- Beever, R. (2010). Do Far-infrared Saunas Have Cardiovascular Benefits in People with Type 2 Diabetes? Canadian Journal of Diabetes, 34(2), 113–118. doi:10.1016/s1499-2671(10)42007-9
- Beever R. (2009). Far-infrared saunas for treatment of cardiovascular risk factors: summary of published evidence. Canadian family physician Medecin de famille canadien, 55(7), 691–696. PMID: 19602651
- Crinnion WJ. (2011). Sauna as a valuable clinical tool for cardiovascular, autoimmune, toxicant-induced and other chronic health problems. Environmental Medicine.
- Dean, W. (1981). Effect of sweating. JAMA: The Journal of the American Medical Association, 246(6), 623–623
- Imamura, M., Biro, S., & Kihara, T. (2002). Repeated thermal therapy improves impaired vascular endothelial function in patients with coronary risk factors. ACC Current Journal Review, 11(2), 32. doi:10.1016/s1062-1458(02)00539-1
- Joy Hussain and Marc Cohen, “Clinical Effects of Regular Dry Sauna Bathing: A Systematic Review,” Evidence-Based Complementary and Alternative Medicine, vol. 2018, Article ID 1857413, 30 pages, 2018. https://doi.org/10.1155/2018/1857413
- Kunutsor, S. K., Laukkanen, T., & Laukkanen, J. A. (2017). Sauna bathing reduces the risk of respiratory diseases: a long-term prospective cohort study. European Journal of Epidemiology, 32(12), 1107–1111. doi:10.1007/s10654-017-0311-6
- Laukkanen, J. A., Laukkanen, T., & Kunutsor, S. K. (2018). Cardiovascular and Other Health Benefits of Sauna Bathing: A Review of the Evidence. Mayo Clinic Proceedings, 93(8), 1111–1121. doi:10.1016/j.mayocp.2018.04.008
- Laukkanen, T., Khan, H., Zaccardi, F., & Laukkanen, J. A. (2015). Association Between Sauna Bathing and Fatal Cardiovascular and All-Cause Mortality Events. JAMA Internal Medicine, 175(4), 542. doi:10.1001/jamainternmed.2014.8187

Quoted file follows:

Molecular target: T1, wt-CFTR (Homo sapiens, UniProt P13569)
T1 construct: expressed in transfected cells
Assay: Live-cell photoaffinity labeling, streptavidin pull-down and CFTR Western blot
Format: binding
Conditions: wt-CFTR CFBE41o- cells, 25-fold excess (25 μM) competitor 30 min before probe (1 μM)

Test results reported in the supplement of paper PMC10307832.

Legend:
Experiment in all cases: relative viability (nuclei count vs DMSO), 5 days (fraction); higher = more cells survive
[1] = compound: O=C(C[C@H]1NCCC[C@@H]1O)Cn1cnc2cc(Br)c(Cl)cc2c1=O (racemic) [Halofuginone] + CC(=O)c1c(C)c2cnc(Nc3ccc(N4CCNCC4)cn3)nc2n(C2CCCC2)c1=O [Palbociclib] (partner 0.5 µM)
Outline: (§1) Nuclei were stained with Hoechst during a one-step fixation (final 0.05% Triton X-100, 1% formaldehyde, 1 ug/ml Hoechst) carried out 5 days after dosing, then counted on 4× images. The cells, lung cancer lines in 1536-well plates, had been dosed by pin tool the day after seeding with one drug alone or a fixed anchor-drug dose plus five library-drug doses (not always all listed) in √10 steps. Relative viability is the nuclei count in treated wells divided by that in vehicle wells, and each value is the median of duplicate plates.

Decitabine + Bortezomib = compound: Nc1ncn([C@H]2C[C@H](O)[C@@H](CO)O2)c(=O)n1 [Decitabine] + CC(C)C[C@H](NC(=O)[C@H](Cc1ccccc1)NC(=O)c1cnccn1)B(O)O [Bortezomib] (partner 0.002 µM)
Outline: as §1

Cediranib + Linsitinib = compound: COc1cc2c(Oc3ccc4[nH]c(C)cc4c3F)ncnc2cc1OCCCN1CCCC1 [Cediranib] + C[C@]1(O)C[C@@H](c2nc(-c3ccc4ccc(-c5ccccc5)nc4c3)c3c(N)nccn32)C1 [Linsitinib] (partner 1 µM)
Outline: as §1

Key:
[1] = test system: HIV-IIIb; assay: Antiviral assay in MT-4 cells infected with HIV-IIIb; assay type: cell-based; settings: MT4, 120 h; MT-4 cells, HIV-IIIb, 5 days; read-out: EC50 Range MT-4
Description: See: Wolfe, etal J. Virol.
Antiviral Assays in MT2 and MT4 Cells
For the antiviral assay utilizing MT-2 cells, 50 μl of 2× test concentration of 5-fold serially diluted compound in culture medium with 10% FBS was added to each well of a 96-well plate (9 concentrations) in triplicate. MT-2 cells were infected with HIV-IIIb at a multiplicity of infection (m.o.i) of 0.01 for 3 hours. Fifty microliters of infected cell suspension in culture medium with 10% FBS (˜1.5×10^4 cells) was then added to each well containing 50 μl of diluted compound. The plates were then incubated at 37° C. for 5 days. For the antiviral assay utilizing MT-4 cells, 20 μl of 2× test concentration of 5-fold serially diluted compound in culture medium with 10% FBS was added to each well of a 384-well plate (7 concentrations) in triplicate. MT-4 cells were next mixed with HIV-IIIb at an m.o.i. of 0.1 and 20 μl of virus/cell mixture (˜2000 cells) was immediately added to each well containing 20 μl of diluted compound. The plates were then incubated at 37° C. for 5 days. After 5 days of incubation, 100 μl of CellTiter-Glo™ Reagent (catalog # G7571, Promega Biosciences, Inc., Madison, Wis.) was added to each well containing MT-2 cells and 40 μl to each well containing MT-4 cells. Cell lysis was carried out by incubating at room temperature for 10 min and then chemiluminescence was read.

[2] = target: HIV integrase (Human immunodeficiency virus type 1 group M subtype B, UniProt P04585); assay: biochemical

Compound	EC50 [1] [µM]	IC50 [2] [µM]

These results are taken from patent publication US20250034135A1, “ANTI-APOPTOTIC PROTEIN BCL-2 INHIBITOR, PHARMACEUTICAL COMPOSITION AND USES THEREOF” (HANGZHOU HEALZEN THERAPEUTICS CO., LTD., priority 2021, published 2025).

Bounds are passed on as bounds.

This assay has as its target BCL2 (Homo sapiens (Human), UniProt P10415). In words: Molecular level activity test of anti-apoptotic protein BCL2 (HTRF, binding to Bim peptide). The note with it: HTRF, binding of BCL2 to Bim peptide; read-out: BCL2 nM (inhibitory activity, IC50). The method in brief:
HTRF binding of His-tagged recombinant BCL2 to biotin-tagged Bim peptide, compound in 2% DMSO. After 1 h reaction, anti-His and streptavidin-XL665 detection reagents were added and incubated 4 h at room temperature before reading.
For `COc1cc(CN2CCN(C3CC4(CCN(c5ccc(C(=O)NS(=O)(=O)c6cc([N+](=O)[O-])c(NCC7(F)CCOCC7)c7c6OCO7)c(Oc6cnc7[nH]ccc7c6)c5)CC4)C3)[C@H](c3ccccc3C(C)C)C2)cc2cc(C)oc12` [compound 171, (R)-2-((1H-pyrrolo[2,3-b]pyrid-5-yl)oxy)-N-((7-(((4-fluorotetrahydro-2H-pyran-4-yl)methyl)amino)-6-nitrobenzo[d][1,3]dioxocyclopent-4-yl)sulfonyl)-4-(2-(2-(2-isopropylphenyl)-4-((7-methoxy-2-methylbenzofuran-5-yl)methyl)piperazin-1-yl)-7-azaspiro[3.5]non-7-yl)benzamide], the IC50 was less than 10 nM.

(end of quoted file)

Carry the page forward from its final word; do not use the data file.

- Margaret E. Sears, Kathleen J. Kerr, and Riina I. Bray, “Arsenic, Cadmium, Lead, and Mercury in Sweat: A Systematic Review,” Journal of Environmental and Public Health, vol. 2012, Article ID 184745, 10 pages, 2012. https://doi.org/10.1155/2012/184745.
- Mero, A., Tornberg, J., Mäntykoski, M., & Puurtinen, R. (2015). Effects of far-infrared sauna bathing on recovery from strength and endurance training sessions in men. SpringerPlus, 4, 321. doi:10.1186/s40064-015-1093-5
- Oosterveld, F. G. J., Rasker, J. J., Floors, M., Landkroon, R., van Rennes, B., Zwijnenberg, J., … Koel, G. J. (2008). Infrared sauna in patients with rheumatoid arthritis and ankylosing spondylitis. Clinical Rheumatology, 28(1), 29–34. doi:10.1007/s10067-008-0977-y
- Shui, S., Wang, X., Chiang, J. Y., & Zheng, L. (2015). Far-infrared therapy for cardiovascular, autoimmune, and other chronic health problems: A systematic review. Experimental Biology and Medicine, 240(10), 1257–1265. doi:10.1177/1535370215573391
- Soejima, Y., Munemoto, T., Masuda, A., Uwatoko, Y., Miyata, M., & Tei, C. (2015). Effects of Waon Therapy on Chronic Fatigue Syndrome: A Pilot Study. Internal Medicine, 54(3), 333–338. doi:10.2169/internalmedicine.54.3042
- Stephen J. Genuis, Sanjay Beesoon, Detlef Birkholz, and Rebecca A. Lobo, “Human Excretion of Bisphenol A: Blood, Urine, and Sweat (BUS) Study,” Journal of Environmental and Public Health, vol. 2012, Article ID 185731, 10 pages, 2012. https://doi.org/10.1155/2012/185731.
Jim Thomas has been a freelance writer since 1978. He wrote a book about professional golfers and has written magazine articles about sports, politics, legal issues, travel and business for national and Northwest publications. He received a Juris Doctor from Duke Law School and a Bachelor of Science in political science from Whitman College.